Sunday, May 20, 2012

The Early Bird

          While LC is back doing research in the Midwest, Mk had the opportunity to attend a Friday session at the Pebble Beach Food and Wine Festival this year and so dutifully to work she went.  The event was called Ribera De Duero- Region on the Rise.  This region is in Spain’s northern plateau about 90 minutes north of Madrid and produces primarily a black grape called Tempranillo. 
        Wine making has been going on in Ribera for over 2000 years dating back to the Romans.  All four speakers at the session, including home grown celeb Alpana Singh, talked about the use of old vines which produce fewer grapes, but where the concentration of the fruit is “noble.”  By blending these noble grapes with fruit from younger vines that produce more and earlier ripening grapes, a terrific marriage is made. 
       Tempranillo comes from the word temprano which means “early” in Spanish and it ripens several weeks earlier than other red grapes.  According to the experts, the flavor of Tempranillo is a cross between Chianti and Pinot Noir yet the structure is comparable to a Cabernet.
There were 10 wines to try, all from different family-owned wineries, all with unique names, categories, and vintages.  (So much to learn in one sitting).  About the categories, just know that Spain and some other European countries have stringent rules about aging wine before release.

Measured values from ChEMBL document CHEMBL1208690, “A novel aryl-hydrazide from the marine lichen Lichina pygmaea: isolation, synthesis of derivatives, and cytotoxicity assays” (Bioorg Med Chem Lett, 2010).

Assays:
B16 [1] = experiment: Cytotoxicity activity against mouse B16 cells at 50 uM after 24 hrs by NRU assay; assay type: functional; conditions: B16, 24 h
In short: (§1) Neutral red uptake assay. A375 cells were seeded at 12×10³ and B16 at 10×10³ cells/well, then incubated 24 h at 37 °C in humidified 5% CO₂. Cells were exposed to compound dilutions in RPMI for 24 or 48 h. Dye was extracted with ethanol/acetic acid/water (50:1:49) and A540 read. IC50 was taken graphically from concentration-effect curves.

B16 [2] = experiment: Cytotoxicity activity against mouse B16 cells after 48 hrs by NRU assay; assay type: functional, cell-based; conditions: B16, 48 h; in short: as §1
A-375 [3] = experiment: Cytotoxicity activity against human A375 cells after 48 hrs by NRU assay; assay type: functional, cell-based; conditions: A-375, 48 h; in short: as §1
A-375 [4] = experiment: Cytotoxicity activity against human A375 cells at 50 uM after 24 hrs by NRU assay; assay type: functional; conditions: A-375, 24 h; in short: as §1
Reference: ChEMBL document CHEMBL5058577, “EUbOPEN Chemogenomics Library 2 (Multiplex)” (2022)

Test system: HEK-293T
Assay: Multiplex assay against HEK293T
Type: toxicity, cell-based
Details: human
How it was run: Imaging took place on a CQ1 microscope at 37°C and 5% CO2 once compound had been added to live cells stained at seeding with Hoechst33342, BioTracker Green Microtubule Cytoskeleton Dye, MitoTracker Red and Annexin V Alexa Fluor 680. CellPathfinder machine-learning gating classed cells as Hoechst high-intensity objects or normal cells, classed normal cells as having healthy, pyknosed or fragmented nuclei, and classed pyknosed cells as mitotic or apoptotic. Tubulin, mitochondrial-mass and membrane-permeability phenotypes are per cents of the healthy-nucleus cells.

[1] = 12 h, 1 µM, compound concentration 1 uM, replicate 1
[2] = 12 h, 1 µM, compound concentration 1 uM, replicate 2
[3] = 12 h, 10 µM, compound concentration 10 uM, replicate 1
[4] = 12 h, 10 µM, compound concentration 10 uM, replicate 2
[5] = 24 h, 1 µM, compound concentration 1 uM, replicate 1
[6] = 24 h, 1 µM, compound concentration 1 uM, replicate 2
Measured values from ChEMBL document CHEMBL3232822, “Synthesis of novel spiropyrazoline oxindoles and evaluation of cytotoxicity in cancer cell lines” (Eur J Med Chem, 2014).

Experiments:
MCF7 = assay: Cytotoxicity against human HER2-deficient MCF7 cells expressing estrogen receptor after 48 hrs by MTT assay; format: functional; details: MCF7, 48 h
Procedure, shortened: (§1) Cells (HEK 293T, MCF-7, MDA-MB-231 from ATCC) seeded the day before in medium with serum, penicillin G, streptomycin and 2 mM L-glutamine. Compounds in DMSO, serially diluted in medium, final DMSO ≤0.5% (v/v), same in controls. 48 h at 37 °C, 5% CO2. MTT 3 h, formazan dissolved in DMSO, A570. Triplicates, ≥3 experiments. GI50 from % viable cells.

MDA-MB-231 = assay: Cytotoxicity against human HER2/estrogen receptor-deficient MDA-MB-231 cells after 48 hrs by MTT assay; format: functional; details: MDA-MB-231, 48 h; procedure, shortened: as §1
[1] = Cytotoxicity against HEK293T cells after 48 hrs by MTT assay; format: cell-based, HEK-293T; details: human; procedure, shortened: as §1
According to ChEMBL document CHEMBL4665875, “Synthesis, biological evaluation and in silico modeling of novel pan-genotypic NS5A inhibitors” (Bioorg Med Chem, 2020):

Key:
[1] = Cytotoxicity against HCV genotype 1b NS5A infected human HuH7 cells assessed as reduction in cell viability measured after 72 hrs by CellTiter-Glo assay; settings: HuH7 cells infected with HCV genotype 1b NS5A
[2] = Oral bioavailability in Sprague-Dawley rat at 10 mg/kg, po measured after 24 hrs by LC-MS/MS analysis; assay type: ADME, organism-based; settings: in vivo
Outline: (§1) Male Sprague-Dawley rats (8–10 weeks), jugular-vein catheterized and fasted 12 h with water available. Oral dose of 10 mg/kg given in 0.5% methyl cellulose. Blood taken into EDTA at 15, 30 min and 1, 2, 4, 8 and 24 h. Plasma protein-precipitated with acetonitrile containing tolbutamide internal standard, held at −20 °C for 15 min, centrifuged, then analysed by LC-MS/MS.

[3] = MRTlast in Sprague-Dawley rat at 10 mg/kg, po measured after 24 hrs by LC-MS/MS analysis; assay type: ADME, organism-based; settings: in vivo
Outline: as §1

The three wines friend HD and I especially liked turned out to be the non-expensive ones.  The first one was called Bodegas Cepa 21, S.A  Hito 2009.  It is only $13 a bottle and quite flavorful yet smooth.  The next was Conenge Bodegas y Vinedos, SA  Comenge 2006.  At $24 a bottle it seems like very good value.   Lastly, we enjoyed Seleccion de Torres, S.L. Celeste 2008 which was deep, vibrant and fresh.   
        One nice feature about Tempranillo is that it is drinkable with or without food unlike some big red wines that have so much structure you’re craving a steak immediately.
        Where to get these wines was our next question.  The speakers threw out their solutions which are to go to websites like or  Also they suggested going to your local wine and cheese specialty shop like our own Cheese Shop in the Carmel Plaza.  Local restaurant Passionfish in Pacific Grove also carries some and Mundaka carries two wines from Ribera del Duero...and many other Tempranillos from Rioja. 
        This workshop was informative, well presented and I for one would be excited to visit this region in Spain or simply have another glass of Tempranillo from Ribera.

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